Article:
Ms. Maathai noted in her address at the launch, as well as in a briefing to reporters, that the value of the International Year is the opportunity to “explore the value of the trees, the forests and the environment, as well as the value of the environmental services that these resources give us.”

She added that too often forests and the services they provide are taken for granted and seen as resources that are unlimited. “But we all know now that we are facing situations where these forests are disappearing,” she told reporters.

As part of the launch, international filmmaker Yann Arthus-Bertrand will premiere his short film “FOREST.” The ceremony also featured clips from winning films from the International Forest Film Festival which was organised by the UN Forum on Forest Secretariat in collaboration with the Jackson Hole Wildlife Film Festival.


On Behalf of the Islamic Republic of Afghanistan, Ambassador Zahir Tanin spoke at a round table session on “Forests for People.”  He described the dramatic changes in the Afghan forest coverage over the last thirty years.  “As a result of the absence of forest management and poor agricultural practices amongst other contributing factors due to decades of conflict and instability,” he said, “forests cover less than 3% of total land area in Afghanistan today.” Ambassador Tanin explained the necessity of preserving forests in order to serve as a primary energy source as well as for their non-timber products.

According to Ambassador Tanin, “UN Environmental Protection experts predict that at the current rate of deforestation, Afghanistan’s forests will disappear within 30 years if collective action is not taken to reverse the destruction.”  The government of Afghanistan, he explained, is working to address the issue through the adoption of a national plan to improve policies in relation to forests.

Afghanistan Calls for More Delisting of Former Taliban Members

On 15 November, H.E. Ambassador Zahir Tanin, Permanent Representative of Afghanistan to the United Nations, addressed the UN Security Council during its debate on the work of the Counter-Terrorism Committees.  He said that the main challenge to Afghanistan’s security remains the terrorist activities of the Taliban, Al-Qaeda, and other extremist groups.  “The enemy we face,” he said, “is part of a complex and sophisticated network with safe-havens and sanctuaries in our region from which terrorists still enjoy support.”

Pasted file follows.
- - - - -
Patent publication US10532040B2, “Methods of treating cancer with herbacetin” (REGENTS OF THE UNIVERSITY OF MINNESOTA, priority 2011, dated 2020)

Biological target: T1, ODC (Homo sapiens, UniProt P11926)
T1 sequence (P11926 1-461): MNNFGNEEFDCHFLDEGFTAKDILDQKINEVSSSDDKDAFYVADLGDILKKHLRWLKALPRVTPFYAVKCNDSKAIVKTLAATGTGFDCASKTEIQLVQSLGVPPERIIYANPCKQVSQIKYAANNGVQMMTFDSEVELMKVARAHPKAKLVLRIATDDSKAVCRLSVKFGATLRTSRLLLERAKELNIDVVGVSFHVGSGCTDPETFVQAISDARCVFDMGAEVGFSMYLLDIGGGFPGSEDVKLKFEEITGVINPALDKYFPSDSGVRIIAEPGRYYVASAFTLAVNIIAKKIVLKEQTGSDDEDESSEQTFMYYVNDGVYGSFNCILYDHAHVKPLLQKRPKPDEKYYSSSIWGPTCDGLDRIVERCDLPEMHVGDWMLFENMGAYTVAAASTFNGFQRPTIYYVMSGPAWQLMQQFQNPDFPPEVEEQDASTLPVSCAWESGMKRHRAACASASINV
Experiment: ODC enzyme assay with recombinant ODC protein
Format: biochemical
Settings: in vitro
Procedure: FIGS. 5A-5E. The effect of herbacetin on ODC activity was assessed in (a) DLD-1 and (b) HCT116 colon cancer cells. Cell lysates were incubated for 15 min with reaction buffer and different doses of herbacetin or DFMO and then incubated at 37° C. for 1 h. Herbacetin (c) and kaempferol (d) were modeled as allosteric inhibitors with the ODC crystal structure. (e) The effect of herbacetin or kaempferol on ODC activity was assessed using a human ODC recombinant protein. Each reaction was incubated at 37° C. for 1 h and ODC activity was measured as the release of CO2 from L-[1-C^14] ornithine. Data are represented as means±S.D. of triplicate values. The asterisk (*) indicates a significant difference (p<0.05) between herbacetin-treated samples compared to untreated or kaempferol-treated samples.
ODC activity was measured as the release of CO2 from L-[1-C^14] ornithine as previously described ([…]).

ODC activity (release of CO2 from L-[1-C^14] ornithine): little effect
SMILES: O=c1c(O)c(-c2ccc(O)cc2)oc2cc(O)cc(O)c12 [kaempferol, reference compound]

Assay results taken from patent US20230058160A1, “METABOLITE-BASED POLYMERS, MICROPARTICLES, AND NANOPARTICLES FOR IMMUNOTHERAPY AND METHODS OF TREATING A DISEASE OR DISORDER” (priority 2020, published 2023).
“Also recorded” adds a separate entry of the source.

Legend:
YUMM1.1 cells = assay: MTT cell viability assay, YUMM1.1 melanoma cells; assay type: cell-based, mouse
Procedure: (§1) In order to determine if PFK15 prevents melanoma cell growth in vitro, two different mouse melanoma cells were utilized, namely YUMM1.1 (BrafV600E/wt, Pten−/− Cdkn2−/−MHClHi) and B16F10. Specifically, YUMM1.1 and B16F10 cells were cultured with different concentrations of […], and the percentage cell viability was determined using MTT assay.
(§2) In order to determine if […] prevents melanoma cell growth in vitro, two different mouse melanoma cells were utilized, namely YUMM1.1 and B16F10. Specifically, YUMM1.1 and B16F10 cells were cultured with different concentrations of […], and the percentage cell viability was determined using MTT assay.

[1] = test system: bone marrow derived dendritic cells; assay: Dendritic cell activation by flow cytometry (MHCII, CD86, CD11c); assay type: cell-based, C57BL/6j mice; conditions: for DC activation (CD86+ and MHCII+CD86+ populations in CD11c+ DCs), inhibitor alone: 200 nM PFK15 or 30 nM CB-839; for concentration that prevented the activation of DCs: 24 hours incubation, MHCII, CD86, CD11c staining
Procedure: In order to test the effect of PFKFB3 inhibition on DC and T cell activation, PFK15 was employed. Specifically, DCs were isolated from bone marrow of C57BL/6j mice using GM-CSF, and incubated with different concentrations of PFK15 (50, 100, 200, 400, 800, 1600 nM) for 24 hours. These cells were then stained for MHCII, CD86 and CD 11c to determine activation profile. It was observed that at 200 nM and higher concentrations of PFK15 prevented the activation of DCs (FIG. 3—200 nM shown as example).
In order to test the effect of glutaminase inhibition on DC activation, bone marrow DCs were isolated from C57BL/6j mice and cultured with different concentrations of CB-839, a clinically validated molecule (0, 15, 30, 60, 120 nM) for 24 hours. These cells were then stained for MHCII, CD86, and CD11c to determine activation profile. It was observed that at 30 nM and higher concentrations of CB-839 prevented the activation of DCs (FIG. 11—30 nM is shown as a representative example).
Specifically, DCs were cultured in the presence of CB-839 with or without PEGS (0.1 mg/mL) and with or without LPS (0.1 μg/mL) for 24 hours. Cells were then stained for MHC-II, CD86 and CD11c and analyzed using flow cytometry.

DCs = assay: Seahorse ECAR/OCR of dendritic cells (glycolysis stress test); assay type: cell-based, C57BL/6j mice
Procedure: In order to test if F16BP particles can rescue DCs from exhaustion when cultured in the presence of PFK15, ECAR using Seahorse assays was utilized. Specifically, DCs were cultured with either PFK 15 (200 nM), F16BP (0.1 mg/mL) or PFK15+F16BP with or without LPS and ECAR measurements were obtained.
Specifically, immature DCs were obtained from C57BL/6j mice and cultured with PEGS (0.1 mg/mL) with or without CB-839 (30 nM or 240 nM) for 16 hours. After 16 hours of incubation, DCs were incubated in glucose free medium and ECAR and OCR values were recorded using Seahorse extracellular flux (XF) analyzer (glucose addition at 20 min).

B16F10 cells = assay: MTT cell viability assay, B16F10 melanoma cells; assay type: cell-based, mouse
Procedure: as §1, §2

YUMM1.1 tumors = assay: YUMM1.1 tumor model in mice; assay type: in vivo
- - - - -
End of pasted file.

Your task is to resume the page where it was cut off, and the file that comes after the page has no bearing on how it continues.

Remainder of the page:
Ambassador Tanin also stated that as Afghanistan and the International Community continue their fight against the terrorists, reconciliation efforts and outreach to the armed opposition who would like to join the peace process by renouncing violence are critical.  He welcomed the delisting of ten former Taliban members from the consolidated list of Individuals and Entities Associated with Al-Qaida and the Taliban over the past year.  He urged the Security Council to “give due consideration to Afghanistan’s additional de-listing requests.”

He expressed Afghanistan’s support for the counter-terrorism committees. The 1267 committee was praised for its efforts in keeping the sanctions list current and as a result of this process the de-listing of 10 former Taliban members which will contribute to Afghanistan’s peace and reconciliation initiative.  Additionally, the 1373 committee and the 1540 committee were commended for their ongoing efforts in the Counter Terrorism Executive Directorate (CTED) and the prevention of proliferation of weapons of mass destruction to non-state actors respectively.